Facebook to let public join site

Hot on the heels of new, controversial features, Facebook founder Mark Zuckerberg has announced that the popular networking site will open to the general public.

The new accessibility opens the site to all users, who will be categorized into about 500 geographic regional networks. Currently, membership is limited to students, alumni and employees of select corporations and institutions.

The launch date for the newly expanded Facebook has not yet been determined.

"A lot of people have friends who don't have a .edu address, but they still want them on the site," Zuckerberg wrote in an online news conference today. "Since our goal is to help people get a sense of what's going on with their friends, we want these people to be able to get on the site too."

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Zuckerberg said creating the regional feature was challenging because e-mail addresses are not regionally based. But he said new users will choose a region when they register, which they can change only every few months, so as to avoid network-hopping.

He denied that the expansion was a reaction to MySpace, a rival networking site with more members than Facebook.

"It makes [Facebook] a lot more like MySpace, a bit more sketchy," said Duncan Martin, a first-year graduate student in the Divinity School. "It's a Catch-22 for Facebook-they want to expand their market, but they become just like MySpace."

The announcement of expansion comes less than a week after two controversial options were added to the site. The news feed and mini-feed features, which were added Sept. 5, aroused the ire of users and inspired national media coverage.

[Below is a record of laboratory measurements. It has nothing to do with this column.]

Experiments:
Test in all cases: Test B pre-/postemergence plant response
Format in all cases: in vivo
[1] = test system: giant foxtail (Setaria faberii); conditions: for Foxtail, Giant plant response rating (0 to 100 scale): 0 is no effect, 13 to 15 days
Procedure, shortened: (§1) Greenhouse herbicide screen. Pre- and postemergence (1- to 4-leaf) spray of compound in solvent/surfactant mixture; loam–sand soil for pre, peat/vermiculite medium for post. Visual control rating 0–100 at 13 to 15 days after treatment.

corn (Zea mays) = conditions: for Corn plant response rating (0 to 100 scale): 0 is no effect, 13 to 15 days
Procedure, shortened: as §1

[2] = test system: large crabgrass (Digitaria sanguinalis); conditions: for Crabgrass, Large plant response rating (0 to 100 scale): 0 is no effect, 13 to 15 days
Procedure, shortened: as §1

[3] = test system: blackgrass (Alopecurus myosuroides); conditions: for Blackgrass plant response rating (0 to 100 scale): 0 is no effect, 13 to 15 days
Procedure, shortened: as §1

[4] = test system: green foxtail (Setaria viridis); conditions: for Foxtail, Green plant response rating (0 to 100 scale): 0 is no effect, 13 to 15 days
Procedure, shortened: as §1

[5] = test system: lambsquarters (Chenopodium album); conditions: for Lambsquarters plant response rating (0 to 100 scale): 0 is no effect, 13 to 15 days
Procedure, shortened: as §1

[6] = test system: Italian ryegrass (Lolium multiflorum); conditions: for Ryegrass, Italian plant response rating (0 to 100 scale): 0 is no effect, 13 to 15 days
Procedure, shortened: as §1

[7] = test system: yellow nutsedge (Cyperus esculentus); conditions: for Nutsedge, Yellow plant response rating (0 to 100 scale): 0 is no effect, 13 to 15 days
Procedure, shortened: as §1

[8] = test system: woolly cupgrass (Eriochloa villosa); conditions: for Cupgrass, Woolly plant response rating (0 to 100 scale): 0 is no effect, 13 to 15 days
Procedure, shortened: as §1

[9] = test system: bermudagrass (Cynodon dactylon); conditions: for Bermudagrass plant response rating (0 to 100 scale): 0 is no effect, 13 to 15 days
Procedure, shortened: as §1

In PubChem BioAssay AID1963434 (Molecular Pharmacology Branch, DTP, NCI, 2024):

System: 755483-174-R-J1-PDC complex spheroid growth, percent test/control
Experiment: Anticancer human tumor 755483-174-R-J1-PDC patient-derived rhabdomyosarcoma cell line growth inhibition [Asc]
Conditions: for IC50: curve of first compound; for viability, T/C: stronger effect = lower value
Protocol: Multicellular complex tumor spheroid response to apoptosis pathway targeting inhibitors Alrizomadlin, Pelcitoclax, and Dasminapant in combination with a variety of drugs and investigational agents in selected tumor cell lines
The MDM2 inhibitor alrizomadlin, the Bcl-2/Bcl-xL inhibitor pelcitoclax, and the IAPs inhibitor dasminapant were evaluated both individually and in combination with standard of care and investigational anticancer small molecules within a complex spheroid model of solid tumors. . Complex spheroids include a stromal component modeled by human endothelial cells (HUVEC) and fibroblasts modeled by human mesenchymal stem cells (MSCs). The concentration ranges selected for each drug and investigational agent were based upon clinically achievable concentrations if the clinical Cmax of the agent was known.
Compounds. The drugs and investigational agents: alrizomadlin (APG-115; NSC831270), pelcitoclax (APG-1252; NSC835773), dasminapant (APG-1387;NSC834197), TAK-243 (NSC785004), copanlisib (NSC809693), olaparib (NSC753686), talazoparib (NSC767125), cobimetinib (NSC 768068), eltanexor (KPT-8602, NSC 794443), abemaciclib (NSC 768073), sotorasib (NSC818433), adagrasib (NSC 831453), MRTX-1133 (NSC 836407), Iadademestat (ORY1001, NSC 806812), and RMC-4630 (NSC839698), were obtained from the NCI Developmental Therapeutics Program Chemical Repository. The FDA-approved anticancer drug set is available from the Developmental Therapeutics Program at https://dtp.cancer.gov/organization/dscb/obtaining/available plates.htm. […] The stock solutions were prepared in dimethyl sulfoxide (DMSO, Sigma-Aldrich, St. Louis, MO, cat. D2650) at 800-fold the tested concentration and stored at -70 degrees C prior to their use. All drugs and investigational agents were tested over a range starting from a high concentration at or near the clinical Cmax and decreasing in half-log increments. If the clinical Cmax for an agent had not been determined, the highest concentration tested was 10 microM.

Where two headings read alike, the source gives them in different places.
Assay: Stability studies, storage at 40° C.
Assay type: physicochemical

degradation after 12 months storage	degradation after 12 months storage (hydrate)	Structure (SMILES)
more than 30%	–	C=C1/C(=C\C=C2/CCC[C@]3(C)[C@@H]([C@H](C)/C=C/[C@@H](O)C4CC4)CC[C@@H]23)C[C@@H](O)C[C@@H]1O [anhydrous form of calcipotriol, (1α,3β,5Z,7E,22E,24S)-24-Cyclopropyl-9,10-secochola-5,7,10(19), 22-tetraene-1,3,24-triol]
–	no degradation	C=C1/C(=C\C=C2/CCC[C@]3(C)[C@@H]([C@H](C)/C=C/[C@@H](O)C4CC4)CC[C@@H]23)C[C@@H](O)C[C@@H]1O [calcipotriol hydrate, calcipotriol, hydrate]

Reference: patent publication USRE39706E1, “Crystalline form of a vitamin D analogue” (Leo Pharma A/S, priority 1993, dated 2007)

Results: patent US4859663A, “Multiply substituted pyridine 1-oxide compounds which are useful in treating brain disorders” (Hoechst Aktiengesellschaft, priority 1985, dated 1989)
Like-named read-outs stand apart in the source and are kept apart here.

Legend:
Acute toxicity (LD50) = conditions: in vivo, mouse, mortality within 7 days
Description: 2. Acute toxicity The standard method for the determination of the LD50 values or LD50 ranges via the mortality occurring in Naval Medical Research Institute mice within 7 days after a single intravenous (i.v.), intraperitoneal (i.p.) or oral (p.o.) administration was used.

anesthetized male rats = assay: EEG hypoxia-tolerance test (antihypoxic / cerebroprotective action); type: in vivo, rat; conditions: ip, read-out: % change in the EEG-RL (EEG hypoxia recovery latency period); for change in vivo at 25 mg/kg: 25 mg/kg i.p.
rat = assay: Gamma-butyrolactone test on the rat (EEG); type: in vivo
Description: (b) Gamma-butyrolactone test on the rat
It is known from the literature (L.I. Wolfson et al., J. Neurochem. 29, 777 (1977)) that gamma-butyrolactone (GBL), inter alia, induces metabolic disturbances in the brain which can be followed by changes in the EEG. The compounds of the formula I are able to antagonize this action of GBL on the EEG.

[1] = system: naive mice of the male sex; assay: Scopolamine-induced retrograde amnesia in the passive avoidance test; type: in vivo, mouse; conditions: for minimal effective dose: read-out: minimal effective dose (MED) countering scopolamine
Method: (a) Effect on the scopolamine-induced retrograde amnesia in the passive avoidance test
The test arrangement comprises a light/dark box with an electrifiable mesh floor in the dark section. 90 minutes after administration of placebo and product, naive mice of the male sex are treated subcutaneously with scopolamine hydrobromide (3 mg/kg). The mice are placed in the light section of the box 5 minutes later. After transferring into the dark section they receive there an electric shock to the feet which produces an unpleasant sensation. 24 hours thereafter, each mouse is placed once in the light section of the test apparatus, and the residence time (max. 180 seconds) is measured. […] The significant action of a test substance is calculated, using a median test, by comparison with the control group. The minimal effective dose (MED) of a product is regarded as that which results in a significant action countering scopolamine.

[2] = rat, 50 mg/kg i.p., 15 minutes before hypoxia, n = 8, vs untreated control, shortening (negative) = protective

Zuckerberg defended the decision to add the feeds in Thursday's news conference, adding that the features would not be removed.

"Some people have said they think the feeds are too much, but I think they just surface information that was already there in an easier way," he said. "We've received a lot of feedback from people that they learned things about their friends that they would have otherwise missed."

Zuckerberg said, however, that the change should have been preceded by the creation of better privacy controls.

Sophomore Deepika Ravi said she didn't think the new controls helped reach the site's mission, as stated in a message from Zuckerberg to members Tuesday, which was "to help people understand what was going on in their world a little better."

"If that's their goal, I think they need to try something a little different," she said. "People are going to be less comfortable with the privacy controls."

Other students said they have closed their profiles to avoid monitoring by school administrators or potential employers. In the past, students have been reprimanded based on information posted on their Facebook profiles. Last November, nine North Carolina State University students were cited by a resident assistant who saw photographs posted on the site.

"I just closed my profile to everyone but my friends," said freshman Jesse McKevitt. "I was at a job interview and I heard people talking about printing up Facebook profiles for people."

Facebook spokesperson Chris Hughes said individuals must decide what privacy setting is most comfortable for them.

"It's not really about whether we're comfortable with [employers using the site] or not," he said. "It's up to our individual users. Nothing is being forced on you."


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